Anyone that spends time on the internet realizes pretty quickly that there is an inordinate proportion of it is dedicated to pictures of baby animals. Why? Who knows why? But clearly, there are a lot of people that like to look at pictures of cute animals. Most people, I think, would view them as harmless time-wasters.
But wait – just maybe there’s more to it. An article published last week by PLoS One (PLoS stands for Public Library of Science) suggests that people who view pictures of cute and baby animals are more focused and successful at certain subsequent tasks.
A research group in Japan tested the fine motor dexterity of young adults (essentially asking them to play the game Operation) both before and after viewing pictures of either baby animals (cute) or adult animals (apparently not cute). People that had viewed the cute baby animals had both higher scores and completed the task more quickly than those that didn’t.
Similar results were also found when people were asked to do a visual (non-motor) seek-n-find before and after viewing baby animals (cute), adult animals (non-cute) or that other huge internet time-killer, food porn. Here again, viewing baby animals was the clear way to improve the quality of your visual analytical skills (or perhaps that should be “skillz” at this point). Sorry, Top Chef aficionados, your succulent food images were no match for the subliminal power of baby animals.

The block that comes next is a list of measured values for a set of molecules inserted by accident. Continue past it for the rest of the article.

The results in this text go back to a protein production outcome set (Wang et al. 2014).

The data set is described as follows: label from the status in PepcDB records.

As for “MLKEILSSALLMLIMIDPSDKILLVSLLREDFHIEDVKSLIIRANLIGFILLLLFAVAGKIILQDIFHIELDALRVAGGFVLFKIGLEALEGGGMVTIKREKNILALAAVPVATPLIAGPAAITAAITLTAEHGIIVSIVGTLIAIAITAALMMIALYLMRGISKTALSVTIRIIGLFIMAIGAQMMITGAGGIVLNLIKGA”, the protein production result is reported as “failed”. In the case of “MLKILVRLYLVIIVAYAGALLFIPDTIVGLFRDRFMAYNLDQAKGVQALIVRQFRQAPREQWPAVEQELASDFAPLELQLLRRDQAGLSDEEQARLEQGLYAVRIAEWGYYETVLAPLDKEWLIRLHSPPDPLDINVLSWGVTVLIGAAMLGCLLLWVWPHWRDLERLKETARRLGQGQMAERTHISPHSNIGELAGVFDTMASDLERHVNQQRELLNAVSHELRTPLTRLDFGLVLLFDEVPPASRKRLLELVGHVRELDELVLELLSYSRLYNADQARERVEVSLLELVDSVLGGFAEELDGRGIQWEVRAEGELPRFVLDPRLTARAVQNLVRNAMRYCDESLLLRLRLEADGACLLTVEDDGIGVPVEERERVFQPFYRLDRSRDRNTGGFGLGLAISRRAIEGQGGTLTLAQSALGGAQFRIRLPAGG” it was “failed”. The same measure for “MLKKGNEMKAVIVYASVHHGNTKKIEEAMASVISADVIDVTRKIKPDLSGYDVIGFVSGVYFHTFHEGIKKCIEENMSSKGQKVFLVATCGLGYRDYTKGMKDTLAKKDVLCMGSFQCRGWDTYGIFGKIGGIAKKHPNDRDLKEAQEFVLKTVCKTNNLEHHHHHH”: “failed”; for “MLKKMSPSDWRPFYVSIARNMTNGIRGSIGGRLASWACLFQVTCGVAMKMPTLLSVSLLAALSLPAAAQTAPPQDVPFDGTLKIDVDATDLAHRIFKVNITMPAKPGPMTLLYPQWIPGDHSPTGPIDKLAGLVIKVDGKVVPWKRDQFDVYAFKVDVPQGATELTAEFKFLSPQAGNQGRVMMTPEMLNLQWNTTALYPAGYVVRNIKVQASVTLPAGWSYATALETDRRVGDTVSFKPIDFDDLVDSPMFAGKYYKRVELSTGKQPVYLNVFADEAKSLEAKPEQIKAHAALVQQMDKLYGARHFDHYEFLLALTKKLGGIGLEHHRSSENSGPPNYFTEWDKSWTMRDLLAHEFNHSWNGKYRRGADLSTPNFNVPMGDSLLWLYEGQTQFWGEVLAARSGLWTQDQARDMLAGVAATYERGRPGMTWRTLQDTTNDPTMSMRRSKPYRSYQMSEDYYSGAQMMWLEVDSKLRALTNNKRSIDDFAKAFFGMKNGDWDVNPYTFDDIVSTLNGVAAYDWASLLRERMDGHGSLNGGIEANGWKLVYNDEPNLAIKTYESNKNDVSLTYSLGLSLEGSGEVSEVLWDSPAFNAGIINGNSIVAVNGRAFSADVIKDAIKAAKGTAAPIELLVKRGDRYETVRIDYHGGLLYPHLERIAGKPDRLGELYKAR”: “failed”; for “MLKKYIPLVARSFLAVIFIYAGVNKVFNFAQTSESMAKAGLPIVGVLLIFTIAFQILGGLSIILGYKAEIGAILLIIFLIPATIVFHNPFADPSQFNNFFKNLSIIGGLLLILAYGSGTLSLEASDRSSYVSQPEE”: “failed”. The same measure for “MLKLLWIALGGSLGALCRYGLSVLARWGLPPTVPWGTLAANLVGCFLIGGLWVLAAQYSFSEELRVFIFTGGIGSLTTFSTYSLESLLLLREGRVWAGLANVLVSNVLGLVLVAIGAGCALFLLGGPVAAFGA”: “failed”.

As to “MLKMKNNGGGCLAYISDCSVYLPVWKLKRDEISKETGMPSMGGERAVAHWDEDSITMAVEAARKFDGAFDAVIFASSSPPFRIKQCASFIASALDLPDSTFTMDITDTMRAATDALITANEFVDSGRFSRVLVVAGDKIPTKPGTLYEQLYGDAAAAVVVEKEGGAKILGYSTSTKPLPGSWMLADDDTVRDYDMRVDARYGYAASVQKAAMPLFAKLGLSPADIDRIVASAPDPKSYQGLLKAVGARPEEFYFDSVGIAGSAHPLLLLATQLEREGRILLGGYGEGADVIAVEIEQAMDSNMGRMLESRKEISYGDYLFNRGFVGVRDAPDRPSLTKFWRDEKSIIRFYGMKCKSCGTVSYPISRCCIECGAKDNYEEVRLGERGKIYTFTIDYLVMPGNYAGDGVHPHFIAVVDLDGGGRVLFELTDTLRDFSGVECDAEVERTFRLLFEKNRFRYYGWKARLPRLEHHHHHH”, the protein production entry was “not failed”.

Sadly, not all tasks were improved by viewing baby animals. A different visual recognition experiment showed no real changes in any group. Though you gotta admit, two outta three ain’t bad, right?
How could kittens and bunnies sharpen our attention and focus? I don’t know, but clearly more research needs to be done and I don’t think there will be any shortage of volunteers for the trials. Just remember, the next time you catch your surgeon, electrician or – ummm – biotechnology researcher checking out baby animals, they’re not wasting time, their honing their attention for the next task at hand!